Let s look at them individually. Problem #1: No built-in way to know when a base needs to be updated, or to automatically update it First of all, there is nothing in Docker like unattended-updates. Although a few people have suggested ways to run unattended-updates inside containers, there are many reasons that approach doesn t work well. The standard advice is to update/rebuild containers. So how do you know when to do that? It is not all that obvious. Theoretically, official OS base images will be updated when needed, and then other Docker hub images will detect the base update and be rebuilt. So, if a bug in a base image is found, and if the vendors work properly, and if you are somehow watching, then you could be protected. There is work in this area; tools such as watchtower help here. But this can lead to a false sense of security, because: Problem #2: Diverse and complicated vendor security picture Different images can use different operating system bases. Consider just these official images, and the bases they use: (tracking latest tag on each) And how about a few unofficial images? The good news is that Debian jessie seems to be pretty popular here. The bad news is that you see everything from Oracle Linux, to Ubuntu, to Debian testing, to Debian oldstable in just this list. Go a little further, and you ll see Alpine Linux, CentOS, and many more represented. Here s the question: what do you know about the security practices of each of these organizations? How well updated are their base images? Even if it s Debian, how well updated is, for instance, the oldstable or the testing image? The attack surface here is a lot larger than if you were just using a single OS. But wait, it gets worse: Problem #3: No way to detect when intermediate libraries need to be updated Let s say your Docker image is using a base that is updated immediately when a security problem is found. Let s further assume that your software package (WordPress, MySQL, whatever) is also being updated. What about the intermediate dependencies? Let s look at the build process for nginx. The Dockerfile for it begins with Debian:stretch-slim. But then it does a natural thing: it runs an apt-get install, pulling in packages from both Debian and an nginx repo. I ran the docker build across this. Of course, the apt-get command brings in not just the specified packages, but also their dependencies. Here are the ones nginx brought in: fontconfig-config fonts-dejavu-core gettext-base libbsd0 libexpat1 libfontconfig1 libfreetype6 libgd3 libgeoip1 libicu57 libjbig0 libjpeg62-turbo libpng16-16 libssl1.1 libtiff5 libwebp6 libx11-6 libx11-data libxau6 libxcb1 libxdmcp6 libxml2 libxpm4 libxslt1.1 nginx nginx-module-geoip nginx-module-image-filter nginx-module-njs nginx-module-xslt ucf Now, what is going to trigger a rebuild if there s a security fix to libssl1.1 or libicu57? (Both of these have a history of security holes.) The answer, for the vast majority of Docker images, seems to be: nothing automatic. Problem #4: Complicated final application security picture And that brings us to the last problem: Let s say you want to run an application in Docker. exim, PostgreSQL, Drupal, or maybe something more obscure. Who is watching for security holes in it? If you re using Debian packages, the Debian security team is. If you re using a Docker image, well, maybe it s the random person that contributed it, maybe it s the vendor, maybe it s Docker, maybe it s nobody. You have to take this burden on yourself, to validate the security support picture for each image you use. Conclusion All this adds up to a lot of work, which is not taken care of for you by default in Docker. It is no surprise that many Docker images are insecure, given this picture. The unfortunate reality is that many Docker containers are running with known vulnerabilities that have known fixes, but just aren t, and that s sad. I wonder if there are any practices people are using that can mitigate this better than what the current best-practice recommendations seem to be?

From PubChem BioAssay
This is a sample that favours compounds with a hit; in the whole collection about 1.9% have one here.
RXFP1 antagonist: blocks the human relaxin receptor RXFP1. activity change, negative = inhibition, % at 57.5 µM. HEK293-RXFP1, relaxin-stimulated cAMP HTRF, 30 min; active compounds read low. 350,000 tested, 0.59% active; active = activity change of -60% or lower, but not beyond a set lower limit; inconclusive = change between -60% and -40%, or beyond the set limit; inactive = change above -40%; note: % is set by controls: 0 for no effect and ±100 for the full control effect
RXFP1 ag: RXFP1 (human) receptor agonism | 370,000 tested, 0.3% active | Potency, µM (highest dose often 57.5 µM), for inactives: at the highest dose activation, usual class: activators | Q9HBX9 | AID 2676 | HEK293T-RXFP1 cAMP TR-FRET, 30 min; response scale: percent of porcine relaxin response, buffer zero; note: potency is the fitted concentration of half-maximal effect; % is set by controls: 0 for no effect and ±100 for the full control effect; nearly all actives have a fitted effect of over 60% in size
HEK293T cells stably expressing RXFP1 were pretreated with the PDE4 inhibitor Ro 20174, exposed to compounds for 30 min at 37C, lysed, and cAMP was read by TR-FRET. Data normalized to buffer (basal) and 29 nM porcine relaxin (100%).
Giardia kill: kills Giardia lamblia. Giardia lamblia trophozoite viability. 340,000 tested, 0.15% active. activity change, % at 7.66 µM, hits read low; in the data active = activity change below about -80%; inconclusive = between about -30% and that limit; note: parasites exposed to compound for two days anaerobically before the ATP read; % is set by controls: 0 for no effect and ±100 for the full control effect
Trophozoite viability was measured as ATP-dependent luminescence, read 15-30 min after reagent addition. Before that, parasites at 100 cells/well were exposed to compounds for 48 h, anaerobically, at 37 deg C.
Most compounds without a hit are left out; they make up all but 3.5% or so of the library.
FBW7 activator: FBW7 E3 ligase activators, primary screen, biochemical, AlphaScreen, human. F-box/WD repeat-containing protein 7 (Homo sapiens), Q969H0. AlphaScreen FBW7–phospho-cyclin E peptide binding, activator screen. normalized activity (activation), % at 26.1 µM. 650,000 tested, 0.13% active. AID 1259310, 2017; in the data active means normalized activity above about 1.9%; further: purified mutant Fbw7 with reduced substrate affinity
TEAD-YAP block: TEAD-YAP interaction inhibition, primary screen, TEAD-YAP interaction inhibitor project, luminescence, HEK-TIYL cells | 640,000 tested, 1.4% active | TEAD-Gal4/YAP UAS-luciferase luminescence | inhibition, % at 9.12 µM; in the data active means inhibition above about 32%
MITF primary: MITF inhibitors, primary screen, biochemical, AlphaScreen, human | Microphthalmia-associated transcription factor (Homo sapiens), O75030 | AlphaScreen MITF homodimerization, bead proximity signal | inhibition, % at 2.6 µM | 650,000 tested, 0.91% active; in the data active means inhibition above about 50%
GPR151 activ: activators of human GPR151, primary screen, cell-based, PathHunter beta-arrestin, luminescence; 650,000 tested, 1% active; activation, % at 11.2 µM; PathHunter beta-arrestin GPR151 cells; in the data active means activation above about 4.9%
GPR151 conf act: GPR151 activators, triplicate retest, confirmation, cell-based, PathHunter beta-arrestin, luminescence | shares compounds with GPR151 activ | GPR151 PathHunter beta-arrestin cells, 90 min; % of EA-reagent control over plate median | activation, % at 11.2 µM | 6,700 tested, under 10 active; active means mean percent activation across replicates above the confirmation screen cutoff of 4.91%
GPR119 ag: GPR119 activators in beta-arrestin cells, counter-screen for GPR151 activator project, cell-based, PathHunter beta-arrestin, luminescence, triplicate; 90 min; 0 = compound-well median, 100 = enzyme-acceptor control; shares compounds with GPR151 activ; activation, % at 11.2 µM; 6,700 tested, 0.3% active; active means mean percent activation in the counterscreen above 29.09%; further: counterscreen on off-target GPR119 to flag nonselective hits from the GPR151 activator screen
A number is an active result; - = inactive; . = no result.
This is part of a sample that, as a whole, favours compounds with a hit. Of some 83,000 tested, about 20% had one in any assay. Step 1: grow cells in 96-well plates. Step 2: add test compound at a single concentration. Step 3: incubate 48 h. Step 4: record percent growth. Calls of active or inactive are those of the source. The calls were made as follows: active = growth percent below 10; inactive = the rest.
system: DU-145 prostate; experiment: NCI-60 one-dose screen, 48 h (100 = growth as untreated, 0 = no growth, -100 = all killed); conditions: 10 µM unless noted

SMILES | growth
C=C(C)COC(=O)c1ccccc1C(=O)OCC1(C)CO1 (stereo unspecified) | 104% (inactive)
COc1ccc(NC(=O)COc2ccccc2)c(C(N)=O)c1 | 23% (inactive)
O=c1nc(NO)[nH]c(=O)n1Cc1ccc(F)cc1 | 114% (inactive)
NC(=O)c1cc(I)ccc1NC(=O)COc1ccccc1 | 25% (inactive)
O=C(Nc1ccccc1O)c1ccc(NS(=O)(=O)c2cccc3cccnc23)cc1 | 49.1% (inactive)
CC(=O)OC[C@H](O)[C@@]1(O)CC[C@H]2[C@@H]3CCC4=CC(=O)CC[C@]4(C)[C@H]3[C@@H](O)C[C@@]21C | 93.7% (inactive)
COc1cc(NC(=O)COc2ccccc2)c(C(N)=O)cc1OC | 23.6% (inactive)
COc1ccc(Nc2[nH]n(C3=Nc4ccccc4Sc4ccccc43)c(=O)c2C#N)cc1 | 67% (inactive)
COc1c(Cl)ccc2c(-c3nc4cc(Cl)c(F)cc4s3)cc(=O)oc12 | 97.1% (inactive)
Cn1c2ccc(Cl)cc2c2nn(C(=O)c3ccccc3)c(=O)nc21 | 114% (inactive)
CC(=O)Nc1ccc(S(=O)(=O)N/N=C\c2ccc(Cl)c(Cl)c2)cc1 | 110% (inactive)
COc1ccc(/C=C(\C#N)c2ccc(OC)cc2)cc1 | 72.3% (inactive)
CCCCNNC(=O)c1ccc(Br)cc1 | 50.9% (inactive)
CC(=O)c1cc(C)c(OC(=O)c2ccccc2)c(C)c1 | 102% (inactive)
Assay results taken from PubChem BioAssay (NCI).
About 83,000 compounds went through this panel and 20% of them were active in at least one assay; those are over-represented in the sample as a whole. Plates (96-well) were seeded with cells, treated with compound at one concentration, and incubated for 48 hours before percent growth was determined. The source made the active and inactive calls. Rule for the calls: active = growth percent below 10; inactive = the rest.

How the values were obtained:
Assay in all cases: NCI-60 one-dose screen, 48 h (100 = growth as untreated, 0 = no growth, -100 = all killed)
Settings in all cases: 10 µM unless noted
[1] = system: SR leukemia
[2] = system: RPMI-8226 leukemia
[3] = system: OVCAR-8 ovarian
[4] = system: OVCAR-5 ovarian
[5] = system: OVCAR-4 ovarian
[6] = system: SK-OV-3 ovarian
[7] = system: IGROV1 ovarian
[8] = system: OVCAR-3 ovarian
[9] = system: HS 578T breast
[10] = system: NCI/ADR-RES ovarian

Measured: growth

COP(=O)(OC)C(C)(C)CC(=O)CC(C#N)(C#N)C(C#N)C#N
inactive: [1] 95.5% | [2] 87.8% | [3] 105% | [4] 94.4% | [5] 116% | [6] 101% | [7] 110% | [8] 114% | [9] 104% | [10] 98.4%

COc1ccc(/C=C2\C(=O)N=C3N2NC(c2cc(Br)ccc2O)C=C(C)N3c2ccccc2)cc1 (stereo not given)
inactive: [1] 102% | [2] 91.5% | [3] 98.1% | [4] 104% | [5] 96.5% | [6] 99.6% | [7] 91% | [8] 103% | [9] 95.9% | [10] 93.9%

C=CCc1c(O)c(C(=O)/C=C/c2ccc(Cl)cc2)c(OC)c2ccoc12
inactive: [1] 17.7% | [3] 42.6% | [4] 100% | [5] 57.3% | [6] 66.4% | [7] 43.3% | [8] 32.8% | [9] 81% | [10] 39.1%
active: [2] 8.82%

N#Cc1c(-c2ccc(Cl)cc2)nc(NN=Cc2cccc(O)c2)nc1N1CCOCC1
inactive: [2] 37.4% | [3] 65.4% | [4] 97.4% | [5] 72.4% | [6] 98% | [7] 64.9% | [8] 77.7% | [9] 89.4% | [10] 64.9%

7 December 2016

Jonas Meurer: On CVE-2016-4484, a (securiy)? bug in the cryptsetup initramfs integration

On CVE-2016-4484, a (security)? bug in the cryptsetup initramfs integration On November 4, I was made aware of a security vulnerability in the integration of cryptsetup into initramfs. The vulnerability was discovered by security researchers Hector Marco and Ismael Ripoll of CyberSecurity UPV Research Group and got CVE-2016-4484 assigned. In this post I'll try to reflect a bit on

What CVE-2016-4484 is all about Basically, the vulnerability is about two separate but related issues:

1. Initramfs rescue shell considered harmful The main topic that Hector Marco and Ismael Ripoll address in their publication is that Debian exits into a rescue shell in case of failure during initramfs, and that this can be triggered by entering a wrong password ~93 times in a row. Indeed the Debian initramfs implementation as provided by initramfs-tools exits into a rescue shell (usually a busybox shell) after a defined amount of failed attempts to make the root filesystem available. The loop in question is in local_device_setup() at the local initramfs script In general, this behaviour is considered as a feature: if the root device hasn't shown up after 30 rounds, the rescue shell is spawned to provide the local user/admin a way to debug and fix things herself. Hector Marco and Ismael Ripoll argue that in special environments, e.g. on public computers with password protected BIOS/UEFI and bootloader, this opens an attack vector and needs to be regarded as a security vulnerability:
It is common to assume that once the attacker has physical access to the computer, the game is over. The attackers can do whatever they want. And although this was true 30 years ago, today it is not. There are many "levels" of physical access. [...] In order to protect the computer in these scenarios: the BIOS/UEFI has one or two passwords to protect the booting or the configuration menu; the GRUB also has the possibility to use multiple passwords to protect unauthorized operations. And in the case of an encrypted system, the initrd shall block the maximum number of password trials and prevent the access to the computer in that case.